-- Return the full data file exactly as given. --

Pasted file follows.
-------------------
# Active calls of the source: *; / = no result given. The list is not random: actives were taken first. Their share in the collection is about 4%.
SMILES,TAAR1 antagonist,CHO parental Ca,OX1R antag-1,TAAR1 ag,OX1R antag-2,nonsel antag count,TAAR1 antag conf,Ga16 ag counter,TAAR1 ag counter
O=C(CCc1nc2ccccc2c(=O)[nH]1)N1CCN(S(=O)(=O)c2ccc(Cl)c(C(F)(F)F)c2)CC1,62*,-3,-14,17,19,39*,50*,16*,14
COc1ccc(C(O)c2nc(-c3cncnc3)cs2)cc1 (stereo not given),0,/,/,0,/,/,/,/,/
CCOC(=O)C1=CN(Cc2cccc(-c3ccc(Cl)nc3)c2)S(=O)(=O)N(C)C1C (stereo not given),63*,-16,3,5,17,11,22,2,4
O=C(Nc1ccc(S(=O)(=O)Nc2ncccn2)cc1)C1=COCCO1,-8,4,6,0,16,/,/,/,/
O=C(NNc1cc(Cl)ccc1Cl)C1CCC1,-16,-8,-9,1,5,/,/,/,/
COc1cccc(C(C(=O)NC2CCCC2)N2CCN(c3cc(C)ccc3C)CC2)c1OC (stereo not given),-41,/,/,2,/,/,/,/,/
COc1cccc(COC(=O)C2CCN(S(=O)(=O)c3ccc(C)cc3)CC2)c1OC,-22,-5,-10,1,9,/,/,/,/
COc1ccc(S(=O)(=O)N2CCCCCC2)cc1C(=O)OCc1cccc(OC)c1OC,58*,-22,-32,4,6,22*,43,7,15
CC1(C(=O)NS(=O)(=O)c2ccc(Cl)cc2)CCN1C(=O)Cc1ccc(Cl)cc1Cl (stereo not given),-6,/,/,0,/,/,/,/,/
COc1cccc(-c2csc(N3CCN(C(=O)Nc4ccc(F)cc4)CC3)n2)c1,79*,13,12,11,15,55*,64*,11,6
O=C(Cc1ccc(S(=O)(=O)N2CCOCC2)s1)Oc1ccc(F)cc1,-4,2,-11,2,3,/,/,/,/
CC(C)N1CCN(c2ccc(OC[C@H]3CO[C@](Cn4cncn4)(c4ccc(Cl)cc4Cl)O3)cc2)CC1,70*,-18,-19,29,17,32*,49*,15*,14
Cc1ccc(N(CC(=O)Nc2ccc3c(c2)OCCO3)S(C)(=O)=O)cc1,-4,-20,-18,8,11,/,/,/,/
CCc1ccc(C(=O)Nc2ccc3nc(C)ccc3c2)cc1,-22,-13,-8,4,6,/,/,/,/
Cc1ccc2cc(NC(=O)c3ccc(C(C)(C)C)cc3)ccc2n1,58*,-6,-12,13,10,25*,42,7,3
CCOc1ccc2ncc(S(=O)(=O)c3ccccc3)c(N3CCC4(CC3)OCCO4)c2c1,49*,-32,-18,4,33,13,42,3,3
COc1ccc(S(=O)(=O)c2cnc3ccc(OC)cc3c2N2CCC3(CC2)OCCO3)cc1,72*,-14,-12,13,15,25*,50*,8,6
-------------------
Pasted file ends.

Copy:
# Active calls of the source: *; / = no result given. The list is not random: actives were taken first. Their share in the collection is about 4%.
SMILES,TAAR1 antagonist,CHO parental Ca,OX1R antag-1,TAAR1 ag,OX1R antag-2,nonsel antag count,TAAR1 antag conf,Ga16 ag counter,TAAR1 ag counter
O=C(CCc1nc2ccccc2c(=O)[nH]1)N1CCN(S(=O)(=O)c2ccc(Cl)c(C(F)(F)F)c2)CC1,62*,-3,-14,17,19,39*,50*,16*,14
COc1ccc(C(O)c2nc(-c3cncnc3)cs2)cc1 (stereo not given),0,/,/,0,/,/,/,/,/
CCOC(=O)C1=CN(Cc2cccc(-c3ccc(Cl)nc3)c2)S(=O)(=O)N(C)C1C (stereo not given),63*,-16,3,5,17,11,22,2,4
O=C(Nc1ccc(S(=O)(=O)Nc2ncccn2)cc1)C1=COCCO1,-8,4,6,0,16,/,/,/,/
O=C(NNc1cc(Cl)ccc1Cl)C1CCC1,-16,-8,-9,1,5,/,/,/,/
COc1cccc(C(C(=O)NC2CCCC2)N2CCN(c3cc(C)ccc3C)CC2)c1OC (stereo not given),-41,/,/,2,/,/,/,/,/
COc1cccc(COC(=O)C2CCN(S(=O)(=O)c3ccc(C)cc3)CC2)c1OC,-22,-5,-10,1,9,/,/,/,/
COc1ccc(S(=O)(=O)N2CCCCCC2)cc1C(=O)OCc1cccc(OC)c1OC,58*,-22,-32,4,6,22*,43,7,15
CC1(C(=O)NS(=O)(=O)c2ccc(Cl)cc2)CCN1C(=O)Cc1ccc(Cl)cc1Cl (stereo not given),-6,/,/,0,/,/,/,/,/
COc1cccc(-c2csc(N3CCN(C(=O)Nc4ccc(F)cc4)CC3)n2)c1,79*,13,12,11,15,55*,64*,11,6
O=C(Cc1ccc(S(=O)(=O)N2CCOCC2)s1)Oc1ccc(F)cc1,-4,2,-11,2,3,/,/,/,/
CC(C)N1CCN(c2ccc(OC[C@H]3CO[C@](Cn4cncn4)(c4ccc(Cl)cc4Cl)O3)cc2)CC1,70*,-18,-19,29,17,32*,49*,15*,14
Cc1ccc(N(CC(=O)Nc2ccc3c(c2)OCCO3)S(C)(=O)=O)cc1,-4,-20,-18,8,11,/,/,/,/
CCc1ccc(C(=O)Nc2ccc3nc(C)ccc3c2)cc1,-22,-13,-8,4,6,/,/,/,/
Cc1ccc2cc(NC(=O)c3ccc(C(C)(C)C)cc3)ccc2n1,58*,-6,-12,13,10,25*,42,7,3
CCOc1ccc2ncc(S(=O)(=O)c3ccccc3)c(N3CCC4(CC3)OCCO4)c2c1,49*,-32,-18,4,33,13,42,3,3
COc1ccc(S(=O)(=O)c2cnc3ccc(OC)cc3c2N2CCC3(CC2)OCCO3)cc1,72*,-14,-12,13,15,25*,50*,8,6